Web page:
The 3.5mm port, for long a constant feature in audio and video devices of all descriptions, seems to be headed for a quiet burial in the foreseeable future. Following Apple's decision to forgo the decades-old technology on its latest iPhones in favor of its proprietary 'Lightning' connector, South Korean consumer electronics giant Samsung Electronics is now also reportedly planning to drop the once-ubiquitous audio port from its much-rumored upcoming flagship smartphone, the Galaxy S8. Instead of sporting the 3.5mm port, Samsung's upcoming flagship is said to come with a USB Type-C port that is slowly gaining in prominence over the past couple of years, although its adoption still hasn't been as fast as was once expected.
One thing to note here is that this is still only a rumor, but seeing as top smartphone vendors such as Apple have already started making the switch from the traditional audio port to newer options, it wouldn't be entirely surprising if Samsung also follows suit with its upcoming flagship. Apple, however, is not the only smartphone vendor to have done away with what many within the industry are already calling a 'legacy connector'. Other companies, like LeEco, have also gotten rid of the traditional audio port from its flagship smartphone this year, so if this latest rumor does turn out to be true and Samsung does indeed drop the 3.5mm port from its upcoming flagship in favor of USB Type-C, it may very well hasten the demise of the once-ubiquitous technology.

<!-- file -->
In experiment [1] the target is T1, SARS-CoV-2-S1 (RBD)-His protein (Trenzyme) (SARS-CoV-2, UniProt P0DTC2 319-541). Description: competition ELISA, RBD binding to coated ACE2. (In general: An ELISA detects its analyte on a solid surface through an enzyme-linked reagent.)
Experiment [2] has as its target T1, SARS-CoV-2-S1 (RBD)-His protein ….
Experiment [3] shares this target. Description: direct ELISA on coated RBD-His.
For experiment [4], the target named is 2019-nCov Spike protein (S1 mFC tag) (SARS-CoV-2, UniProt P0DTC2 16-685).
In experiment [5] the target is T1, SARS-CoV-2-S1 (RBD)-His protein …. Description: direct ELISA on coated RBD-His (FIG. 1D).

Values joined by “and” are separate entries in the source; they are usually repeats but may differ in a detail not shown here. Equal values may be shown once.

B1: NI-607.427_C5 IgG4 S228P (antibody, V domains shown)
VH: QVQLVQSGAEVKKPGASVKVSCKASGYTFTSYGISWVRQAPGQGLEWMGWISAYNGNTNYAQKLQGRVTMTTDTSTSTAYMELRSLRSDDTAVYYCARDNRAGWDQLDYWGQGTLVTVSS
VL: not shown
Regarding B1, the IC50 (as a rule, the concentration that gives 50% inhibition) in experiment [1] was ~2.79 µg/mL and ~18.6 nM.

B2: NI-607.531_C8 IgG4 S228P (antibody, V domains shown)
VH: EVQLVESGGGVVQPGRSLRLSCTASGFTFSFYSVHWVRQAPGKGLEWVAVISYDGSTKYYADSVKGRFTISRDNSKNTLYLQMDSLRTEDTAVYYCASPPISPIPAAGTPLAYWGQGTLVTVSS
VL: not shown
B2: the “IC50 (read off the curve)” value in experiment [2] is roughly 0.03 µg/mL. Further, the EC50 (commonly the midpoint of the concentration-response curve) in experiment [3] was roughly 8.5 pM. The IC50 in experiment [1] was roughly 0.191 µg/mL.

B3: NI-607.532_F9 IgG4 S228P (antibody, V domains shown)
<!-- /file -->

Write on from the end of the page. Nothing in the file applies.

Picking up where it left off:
The Galaxy S8, meanwhile, is expected to be really important for Samsung from a business stand point. The company's stock has been battered in recent times in the wake of the Galaxy Note 7 fiasco. As if exploding smartphones wasn't bad enough, reports about some of Samsung's washing machines coming apart during high-speed spin cycles have also dealt a further blow to the reputation and the credibility that the company had built up painstakingly over the past couple of decades. Samsung will surely be hoping that the Galaxy S8 and its rumored derivatives do not suffer from the fallout of the Galaxy Note 7 controversy, and that it will be able to retain its crown as the world's largest Android manufacturer going forward.